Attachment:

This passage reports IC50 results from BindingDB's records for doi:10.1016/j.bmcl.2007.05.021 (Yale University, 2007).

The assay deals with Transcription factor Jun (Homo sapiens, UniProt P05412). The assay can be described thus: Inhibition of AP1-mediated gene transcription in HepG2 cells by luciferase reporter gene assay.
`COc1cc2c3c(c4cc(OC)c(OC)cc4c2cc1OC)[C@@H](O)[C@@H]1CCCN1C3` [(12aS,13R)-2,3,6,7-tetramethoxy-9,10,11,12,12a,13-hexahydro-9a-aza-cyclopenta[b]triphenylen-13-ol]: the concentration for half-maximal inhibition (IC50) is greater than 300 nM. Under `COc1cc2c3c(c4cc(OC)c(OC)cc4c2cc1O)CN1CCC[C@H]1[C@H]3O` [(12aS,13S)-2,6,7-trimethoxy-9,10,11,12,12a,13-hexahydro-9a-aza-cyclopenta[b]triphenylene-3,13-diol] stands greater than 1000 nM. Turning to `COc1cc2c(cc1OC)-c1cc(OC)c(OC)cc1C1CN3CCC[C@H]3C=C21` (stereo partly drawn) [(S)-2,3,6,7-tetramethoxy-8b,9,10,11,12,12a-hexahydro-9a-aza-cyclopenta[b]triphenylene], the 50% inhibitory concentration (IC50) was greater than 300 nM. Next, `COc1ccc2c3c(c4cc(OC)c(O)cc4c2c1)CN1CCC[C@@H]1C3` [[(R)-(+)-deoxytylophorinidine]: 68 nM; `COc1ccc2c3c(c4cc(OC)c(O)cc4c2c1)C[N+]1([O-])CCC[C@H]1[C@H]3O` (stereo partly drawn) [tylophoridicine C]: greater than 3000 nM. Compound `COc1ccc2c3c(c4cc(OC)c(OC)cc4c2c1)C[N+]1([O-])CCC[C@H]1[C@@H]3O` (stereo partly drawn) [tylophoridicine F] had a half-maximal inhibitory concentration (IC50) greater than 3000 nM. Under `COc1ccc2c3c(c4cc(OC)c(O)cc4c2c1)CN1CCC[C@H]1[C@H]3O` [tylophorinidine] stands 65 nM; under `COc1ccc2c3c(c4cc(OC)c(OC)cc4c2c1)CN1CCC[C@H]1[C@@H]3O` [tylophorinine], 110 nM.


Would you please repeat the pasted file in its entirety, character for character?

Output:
This passage reports IC50 results from BindingDB's records for doi:10.1016/j.bmcl.2007.05.021 (Yale University, 2007).

The assay deals with Transcription factor Jun (Homo sapiens, UniProt P05412). The assay can be described thus: Inhibition of AP1-mediated gene transcription in HepG2 cells by luciferase reporter gene assay.
`COc1cc2c3c(c4cc(OC)c(OC)cc4c2cc1OC)[C@@H](O)[C@@H]1CCCN1C3` [(12aS,13R)-2,3,6,7-tetramethoxy-9,10,11,12,12a,13-hexahydro-9a-aza-cyclopenta[b]triphenylen-13-ol]: the concentration for half-maximal inhibition (IC50) is greater than 300 nM. Under `COc1cc2c3c(c4cc(OC)c(OC)cc4c2cc1O)CN1CCC[C@H]1[C@H]3O` [(12aS,13S)-2,6,7-trimethoxy-9,10,11,12,12a,13-hexahydro-9a-aza-cyclopenta[b]triphenylene-3,13-diol] stands greater than 1000 nM. Turning to `COc1cc2c(cc1OC)-c1cc(OC)c(OC)cc1C1CN3CCC[C@H]3C=C21` (stereo partly drawn) [(S)-2,3,6,7-tetramethoxy-8b,9,10,11,12,12a-hexahydro-9a-aza-cyclopenta[b]triphenylene], the 50% inhibitory concentration (IC50) was greater than 300 nM. Next, `COc1ccc2c3c(c4cc(OC)c(O)cc4c2c1)CN1CCC[C@@H]1C3` [[(R)-(+)-deoxytylophorinidine]: 68 nM; `COc1ccc2c3c(c4cc(OC)c(O)cc4c2c1)C[N+]1([O-])CCC[C@H]1[C@H]3O` (stereo partly drawn) [tylophoridicine C]: greater than 3000 nM. Compound `COc1ccc2c3c(c4cc(OC)c(OC)cc4c2c1)C[N+]1([O-])CCC[C@H]1[C@@H]3O` (stereo partly drawn) [tylophoridicine F] had a half-maximal inhibitory concentration (IC50) greater than 3000 nM. Under `COc1ccc2c3c(c4cc(OC)c(O)cc4c2c1)CN1CCC[C@H]1[C@H]3O` [tylophorinidine] stands 65 nM; under `COc1ccc2c3c(c4cc(OC)c(OC)cc4c2c1)CN1CCC[C@H]1[C@@H]3O` [tylophorinine], 110 nM.